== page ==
Saturday 3 December 2016

'Disowned' Le Pen is ashamed of his daughter

Henry Samuel

Published 06/05/2015 | 02:30

France's far-right National Front political party founder and honorary president Jean-Marie Le Pen. Photo: Reuters
France's far-right National Front political party founder and honorary president Jean-Marie Le Pen. Photo: Reuters
France's far-right National Front political party leader Marine Le Pen waves to the audience at the end of her speech during their traditional May Day tribute to Joan of Arc in Paris. Photo: Reuters
Marion Marechal Le Pen, the youngest of the French dynasty.
Marion LePen

France's National Front party founder Jean-Marie Le Pen says he is "ashamed" his daughter - FN leader Marine - still bears his surname. Amid a growing feud, Mr Le Pen said he hoped she "would get married as quickly as possible so as to change her name". He added he would not support Marine in presidential elections in 2017.

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His remarks came after the far-right party suspended Mr Le Pen (86), after he repeated his view that the Holocaust was "a detail of history".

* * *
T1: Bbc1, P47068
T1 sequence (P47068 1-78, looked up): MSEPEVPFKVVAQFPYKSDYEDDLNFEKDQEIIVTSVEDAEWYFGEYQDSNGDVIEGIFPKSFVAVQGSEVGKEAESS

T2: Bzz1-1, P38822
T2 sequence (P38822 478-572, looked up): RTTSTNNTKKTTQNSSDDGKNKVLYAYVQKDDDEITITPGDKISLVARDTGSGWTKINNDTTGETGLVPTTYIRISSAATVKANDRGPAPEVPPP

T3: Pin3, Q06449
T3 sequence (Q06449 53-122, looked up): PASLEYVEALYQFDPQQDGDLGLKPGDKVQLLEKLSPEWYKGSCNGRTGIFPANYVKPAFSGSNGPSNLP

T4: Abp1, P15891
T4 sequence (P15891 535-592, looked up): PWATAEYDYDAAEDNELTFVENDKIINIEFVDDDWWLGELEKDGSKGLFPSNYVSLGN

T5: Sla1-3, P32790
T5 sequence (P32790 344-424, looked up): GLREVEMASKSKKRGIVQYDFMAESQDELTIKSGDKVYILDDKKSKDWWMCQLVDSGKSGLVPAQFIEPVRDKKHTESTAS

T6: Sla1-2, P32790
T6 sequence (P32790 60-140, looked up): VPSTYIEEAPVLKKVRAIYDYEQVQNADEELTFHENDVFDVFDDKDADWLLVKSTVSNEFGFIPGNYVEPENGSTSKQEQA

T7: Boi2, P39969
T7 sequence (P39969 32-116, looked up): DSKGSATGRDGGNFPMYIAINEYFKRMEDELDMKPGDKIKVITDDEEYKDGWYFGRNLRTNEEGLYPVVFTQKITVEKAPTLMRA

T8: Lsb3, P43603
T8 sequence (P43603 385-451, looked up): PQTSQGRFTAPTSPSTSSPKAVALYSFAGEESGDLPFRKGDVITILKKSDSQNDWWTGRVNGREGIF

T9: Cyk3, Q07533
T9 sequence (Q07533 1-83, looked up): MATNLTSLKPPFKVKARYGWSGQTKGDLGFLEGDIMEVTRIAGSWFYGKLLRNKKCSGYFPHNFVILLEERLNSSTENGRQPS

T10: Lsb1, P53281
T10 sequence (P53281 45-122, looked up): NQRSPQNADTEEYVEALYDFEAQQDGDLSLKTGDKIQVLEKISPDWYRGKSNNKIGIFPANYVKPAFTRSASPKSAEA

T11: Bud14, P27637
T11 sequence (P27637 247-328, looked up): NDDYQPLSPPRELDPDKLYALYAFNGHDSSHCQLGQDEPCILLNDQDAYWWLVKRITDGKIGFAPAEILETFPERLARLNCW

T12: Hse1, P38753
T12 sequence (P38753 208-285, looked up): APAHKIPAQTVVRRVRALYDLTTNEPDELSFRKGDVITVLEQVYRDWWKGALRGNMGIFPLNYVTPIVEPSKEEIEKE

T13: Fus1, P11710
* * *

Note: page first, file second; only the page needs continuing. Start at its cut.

Marine Le Pen (46), has been trying to steer the National Front (FN) away from its racist and anti-Semitic past.

Speaking to France's Europe 1 radio, Mr Le Pen said: "I was hoping that the president of the National Front would get married as quickly as possible so as to change her name.

"Because I'm ashamed that she has the same surname as me."

And asked if he would still be supporting his daughter in the presidential elections, Mr Le Pen answered: "Not for the moment."

Mr Le Pen has been suspended but not dismissed by the party - a decision he described as a "felony". Mr Le Pen said he had been "disowned", as he left FN headquarters in Nanterre. Marine Le Pen said before the meeting her father should "no longer be able to speak in the name of the National Front".

"I've never spoken in the name of the FN. I speak freely and that shocks a certain number of people," he said.

Le Pen took to the stage on May 1 while his daughter was addressing party supporters in Paris. (© Daily Telegraph, London)

Telegraph.co.uk

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